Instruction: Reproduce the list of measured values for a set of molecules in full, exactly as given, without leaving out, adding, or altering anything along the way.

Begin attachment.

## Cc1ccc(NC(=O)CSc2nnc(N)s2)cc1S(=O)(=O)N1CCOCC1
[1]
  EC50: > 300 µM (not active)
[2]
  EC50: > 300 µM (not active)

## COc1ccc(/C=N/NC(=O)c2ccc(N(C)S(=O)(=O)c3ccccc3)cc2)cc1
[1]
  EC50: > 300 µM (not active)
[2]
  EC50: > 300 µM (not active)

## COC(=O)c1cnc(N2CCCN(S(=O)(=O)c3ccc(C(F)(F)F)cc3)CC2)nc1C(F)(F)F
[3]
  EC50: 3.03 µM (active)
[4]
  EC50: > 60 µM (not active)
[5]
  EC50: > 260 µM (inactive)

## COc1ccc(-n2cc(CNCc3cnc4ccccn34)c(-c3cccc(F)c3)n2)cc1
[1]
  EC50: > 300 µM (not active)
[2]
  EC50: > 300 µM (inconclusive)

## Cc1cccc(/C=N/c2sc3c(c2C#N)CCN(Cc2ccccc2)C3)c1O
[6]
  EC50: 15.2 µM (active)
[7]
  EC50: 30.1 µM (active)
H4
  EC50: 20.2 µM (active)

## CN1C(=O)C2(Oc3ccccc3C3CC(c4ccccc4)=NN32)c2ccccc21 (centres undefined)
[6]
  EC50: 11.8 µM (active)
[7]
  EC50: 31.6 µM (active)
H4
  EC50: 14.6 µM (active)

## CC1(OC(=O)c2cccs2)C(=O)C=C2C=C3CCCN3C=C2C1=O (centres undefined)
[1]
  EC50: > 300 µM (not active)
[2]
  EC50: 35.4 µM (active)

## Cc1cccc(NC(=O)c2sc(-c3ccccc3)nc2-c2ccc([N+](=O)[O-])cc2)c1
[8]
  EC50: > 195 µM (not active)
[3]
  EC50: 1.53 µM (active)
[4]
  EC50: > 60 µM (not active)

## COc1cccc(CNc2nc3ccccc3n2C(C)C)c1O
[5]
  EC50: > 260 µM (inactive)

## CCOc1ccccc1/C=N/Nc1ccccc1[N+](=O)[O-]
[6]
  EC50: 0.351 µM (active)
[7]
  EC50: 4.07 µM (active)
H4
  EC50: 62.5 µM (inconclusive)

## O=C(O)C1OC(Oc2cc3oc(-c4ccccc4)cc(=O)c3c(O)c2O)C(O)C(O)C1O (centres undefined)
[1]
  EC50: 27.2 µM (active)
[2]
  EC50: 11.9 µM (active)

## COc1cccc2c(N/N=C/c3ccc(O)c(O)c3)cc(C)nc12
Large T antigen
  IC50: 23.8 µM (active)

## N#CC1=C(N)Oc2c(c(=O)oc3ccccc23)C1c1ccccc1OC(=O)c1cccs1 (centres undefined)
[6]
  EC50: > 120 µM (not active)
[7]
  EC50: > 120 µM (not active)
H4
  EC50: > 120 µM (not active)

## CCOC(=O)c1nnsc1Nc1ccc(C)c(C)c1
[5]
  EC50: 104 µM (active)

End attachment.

## Cc1ccc(NC(=O)CSc2nnc(N)s2)cc1S(=O)(=O)N1CCOCC1
[1]
  EC50: > 300 µM (not active)
[2]
  EC50: > 300 µM (not active)

## COc1ccc(/C=N/NC(=O)c2ccc(N(C)S(=O)(=O)c3ccccc3)cc2)cc1
[1]
  EC50: > 300 µM (not active)
[2]
  EC50: > 300 µM (not active)

## COC(=O)c1cnc(N2CCCN(S(=O)(=O)c3ccc(C(F)(F)F)cc3)CC2)nc1C(F)(F)F
[3]
  EC50: 3.03 µM (active)
[4]
  EC50: > 60 µM (not active)
[5]
  EC50: > 260 µM (inactive)

## COc1ccc(-n2cc(CNCc3cnc4ccccn34)c(-c3cccc(F)c3)n2)cc1
[1]
  EC50: > 300 µM (not active)
[2]
  EC50: > 300 µM (inconclusive)

## Cc1cccc(/C=N/c2sc3c(c2C#N)CCN(Cc2ccccc2)C3)c1O
[6]
  EC50: 15.2 µM (active)
[7]
  EC50: 30.1 µM (active)
H4
  EC50: 20.2 µM (active)

## CN1C(=O)C2(Oc3ccccc3C3CC(c4ccccc4)=NN32)c2ccccc21 (centres undefined)
[6]
  EC50: 11.8 µM (active)
[7]
  EC50: 31.6 µM (active)
H4
  EC50: 14.6 µM (active)

## CC1(OC(=O)c2cccs2)C(=O)C=C2C=C3CCCN3C=C2C1=O (centres undefined)
[1]
  EC50: > 300 µM (not active)
[2]
  EC50: 35.4 µM (active)

## Cc1cccc(NC(=O)c2sc(-c3ccccc3)nc2-c2ccc([N+](=O)[O-])cc2)c1
[8]
  EC50: > 195 µM (not active)
[3]
  EC50: 1.53 µM (active)
[4]
  EC50: > 60 µM (not active)

## COc1cccc(CNc2nc3ccccc3n2C(C)C)c1O
[5]
  EC50: > 260 µM (inactive)

## CCOc1ccccc1/C=N/Nc1ccccc1[N+](=O)[O-]
[6]
  EC50: 0.351 µM (active)
[7]
  EC50: 4.07 µM (active)
H4
  EC50: 62.5 µM (inconclusive)

## O=C(O)C1OC(Oc2cc3oc(-c4ccccc4)cc(=O)c3c(O)c2O)C(O)C(O)C1O (centres undefined)
[1]
  EC50: 27.2 µM (active)
[2]
  EC50: 11.9 µM (active)

## COc1cccc2c(N/N=C/c3ccc(O)c(O)c3)cc(C)nc12
Large T antigen
  IC50: 23.8 µM (active)

## N#CC1=C(N)Oc2c(c(=O)oc3ccccc23)C1c1ccccc1OC(=O)c1cccs1 (centres undefined)
[6]
  EC50: > 120 µM (not active)
[7]
  EC50: > 120 µM (not active)
H4
  EC50: > 120 µM (not active)

## CCOC(=O)c1nnsc1Nc1ccc(C)c(C)c1
[5]
  EC50: 104 µM (active)